If you’re planning a trip to the US Virgin Islands next year, you’ll need to double-check the ingredient list on your favorite sunscreen—or pay the price. 

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When you set sail next year, stores in the US Virgin Islands will only be stocking reef-safe sunscreen. Image: Christian Wheatley/Getty Images

This summer, the US Virgin Islands legislature took steps toward protecting its marine life, passing a law banning the sale, importation, or possession of any sunscreen containing oxybenzone, octocrylene or octinoxate—three chemicals believed to cause significant harm to the ecosystem, from coral bleaching to endocrine disruption. 

“Oxybenzone, octinoxate and octocrylene devastate coral and marine life and are also known carcinogenic and hormone disruptors in humans,” Harith Wickrema, president of sustainability nonprofit Island Green Living Association, said in a statement. “Studies have shown that these chemicals are at 40+ times acceptable levels in some territory waters. In addition to environmental and human harm, tourism-based economies will experience financial devastation if coral and marine life die off. The ripple effect would be huge, and we need to take action now.” 

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Mineral sunscreens with zinc oxide and titanium dioxide are the only two ingredients the FDA considers safe and effective. Image: bymuratdeniz/Getty Images

When the bill was originally introduced in March, implementation was set for 2021, but given the sense of urgency around the issue, lawmakers sped up the process. As of 30 September, it will be illegal for companies to import sunscreen with those ingredients for sale, and after 30 March, 2020, anyone caught selling, distributing, using, or possessing such products will be fined $1000 for the first offense and $2000 for each subsequent one.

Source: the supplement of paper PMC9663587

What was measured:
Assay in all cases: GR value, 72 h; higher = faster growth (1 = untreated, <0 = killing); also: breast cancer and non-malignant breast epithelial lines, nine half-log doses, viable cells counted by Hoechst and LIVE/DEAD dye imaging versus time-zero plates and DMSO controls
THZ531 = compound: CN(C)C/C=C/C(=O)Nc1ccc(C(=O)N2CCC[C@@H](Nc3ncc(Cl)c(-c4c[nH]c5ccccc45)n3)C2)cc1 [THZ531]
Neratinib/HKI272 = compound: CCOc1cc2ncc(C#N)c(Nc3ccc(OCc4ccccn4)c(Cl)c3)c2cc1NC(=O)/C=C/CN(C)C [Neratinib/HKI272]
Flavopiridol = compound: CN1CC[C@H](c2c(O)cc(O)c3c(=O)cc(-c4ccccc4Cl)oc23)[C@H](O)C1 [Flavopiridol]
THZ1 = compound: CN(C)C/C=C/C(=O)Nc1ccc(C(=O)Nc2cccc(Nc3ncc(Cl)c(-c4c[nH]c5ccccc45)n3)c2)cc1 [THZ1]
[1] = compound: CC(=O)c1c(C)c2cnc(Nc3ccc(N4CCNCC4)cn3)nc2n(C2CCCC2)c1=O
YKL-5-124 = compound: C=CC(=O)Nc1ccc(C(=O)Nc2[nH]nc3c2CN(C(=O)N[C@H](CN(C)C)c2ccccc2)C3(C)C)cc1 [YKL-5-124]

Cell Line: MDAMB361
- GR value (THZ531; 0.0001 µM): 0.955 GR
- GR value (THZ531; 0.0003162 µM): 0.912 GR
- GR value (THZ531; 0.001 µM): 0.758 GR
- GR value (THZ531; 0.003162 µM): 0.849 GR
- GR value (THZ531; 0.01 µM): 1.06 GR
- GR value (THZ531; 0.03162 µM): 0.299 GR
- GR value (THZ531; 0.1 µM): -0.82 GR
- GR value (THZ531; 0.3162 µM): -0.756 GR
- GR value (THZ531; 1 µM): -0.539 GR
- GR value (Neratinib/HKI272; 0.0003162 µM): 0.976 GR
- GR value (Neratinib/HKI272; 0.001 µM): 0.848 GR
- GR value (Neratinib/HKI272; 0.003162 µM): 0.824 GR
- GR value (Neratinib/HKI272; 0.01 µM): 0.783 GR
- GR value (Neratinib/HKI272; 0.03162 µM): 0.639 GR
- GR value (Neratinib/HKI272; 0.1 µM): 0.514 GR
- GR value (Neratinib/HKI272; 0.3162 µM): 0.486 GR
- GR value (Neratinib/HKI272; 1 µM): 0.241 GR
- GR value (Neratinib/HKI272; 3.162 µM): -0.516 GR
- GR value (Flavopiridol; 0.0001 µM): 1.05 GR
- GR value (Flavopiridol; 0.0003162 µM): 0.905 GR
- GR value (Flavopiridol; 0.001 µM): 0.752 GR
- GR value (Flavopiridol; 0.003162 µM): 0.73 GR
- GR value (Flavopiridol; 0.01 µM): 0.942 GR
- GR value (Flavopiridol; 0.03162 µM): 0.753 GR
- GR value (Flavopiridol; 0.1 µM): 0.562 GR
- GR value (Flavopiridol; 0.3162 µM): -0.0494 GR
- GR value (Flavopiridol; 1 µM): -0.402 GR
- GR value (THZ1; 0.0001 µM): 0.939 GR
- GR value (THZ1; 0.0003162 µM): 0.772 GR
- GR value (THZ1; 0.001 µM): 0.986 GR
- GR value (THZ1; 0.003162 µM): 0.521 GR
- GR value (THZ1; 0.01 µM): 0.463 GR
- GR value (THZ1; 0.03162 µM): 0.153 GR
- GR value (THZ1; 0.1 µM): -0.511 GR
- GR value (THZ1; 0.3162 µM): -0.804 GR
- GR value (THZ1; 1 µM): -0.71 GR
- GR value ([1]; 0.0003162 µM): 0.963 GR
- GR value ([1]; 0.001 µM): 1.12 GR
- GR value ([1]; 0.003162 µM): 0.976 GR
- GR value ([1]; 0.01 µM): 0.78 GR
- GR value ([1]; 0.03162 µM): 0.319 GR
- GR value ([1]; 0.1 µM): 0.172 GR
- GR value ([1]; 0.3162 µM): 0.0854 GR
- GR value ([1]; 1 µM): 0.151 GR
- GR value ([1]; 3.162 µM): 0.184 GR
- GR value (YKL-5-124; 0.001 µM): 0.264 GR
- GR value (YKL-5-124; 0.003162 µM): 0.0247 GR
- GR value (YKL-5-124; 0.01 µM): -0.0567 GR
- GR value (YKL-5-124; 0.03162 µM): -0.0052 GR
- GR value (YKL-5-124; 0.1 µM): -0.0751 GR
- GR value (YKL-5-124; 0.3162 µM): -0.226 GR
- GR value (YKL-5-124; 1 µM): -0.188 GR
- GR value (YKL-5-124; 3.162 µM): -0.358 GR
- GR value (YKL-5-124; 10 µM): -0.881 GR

The US Food and Drug Administration declared in February that while it wants more safety information on oxybenzone, octocrylene and octinoxate, it only considers two of the other 13 active ingredients in sunscreen to be safe and effective: zinc oxide and titanium dioxide, both of which can be found in mineral formulas. The Virgin Islands’ new law will make the jurisdiction the first to comply with the agency’s proposed regulatory changes, with similar legislation in Hawaii and Key West, Florida, kicking in next year. 

“Tourism in the Virgin Islands is our lifeblood – but to ensure we continue to entice visitors with our world-class beaches and natural beauty in the coming years, we need to protect our coral reefs as part of our quest to initiate sustainable tourism,” governor Albert Bryan Jr. said in a press release. "This is crucial all over the Caribbean, and I call on others to join me. We all share and must protect our oceans."

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